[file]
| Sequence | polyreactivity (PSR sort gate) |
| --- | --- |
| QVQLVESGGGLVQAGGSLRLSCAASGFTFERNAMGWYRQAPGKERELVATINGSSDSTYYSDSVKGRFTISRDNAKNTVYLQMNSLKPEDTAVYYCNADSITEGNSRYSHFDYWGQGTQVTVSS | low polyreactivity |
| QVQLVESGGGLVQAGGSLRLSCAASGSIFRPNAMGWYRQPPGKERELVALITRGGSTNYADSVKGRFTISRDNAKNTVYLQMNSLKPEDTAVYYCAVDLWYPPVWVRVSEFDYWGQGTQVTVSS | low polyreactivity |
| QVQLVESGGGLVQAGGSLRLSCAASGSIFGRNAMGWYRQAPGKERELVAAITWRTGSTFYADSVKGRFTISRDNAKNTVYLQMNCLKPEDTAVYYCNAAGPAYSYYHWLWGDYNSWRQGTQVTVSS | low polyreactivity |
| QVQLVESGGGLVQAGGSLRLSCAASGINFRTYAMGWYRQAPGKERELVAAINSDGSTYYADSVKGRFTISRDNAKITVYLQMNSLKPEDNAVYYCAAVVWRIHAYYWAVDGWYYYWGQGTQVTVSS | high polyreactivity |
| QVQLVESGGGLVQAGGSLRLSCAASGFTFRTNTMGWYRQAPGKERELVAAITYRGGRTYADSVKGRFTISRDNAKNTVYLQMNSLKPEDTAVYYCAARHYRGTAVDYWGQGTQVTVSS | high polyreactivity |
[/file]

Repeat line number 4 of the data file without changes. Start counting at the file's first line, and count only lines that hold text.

| QVQLVESGGGLVQAGGSLRLSCAASGSIFRPNAMGWYRQPPGKERELVALITRGGSTNYADSVKGRFTISRDNAKNTVYLQMNSLKPEDTAVYYCAVDLWYPPVWVRVSEFDYWGQGTQVTVSS | low polyreactivity |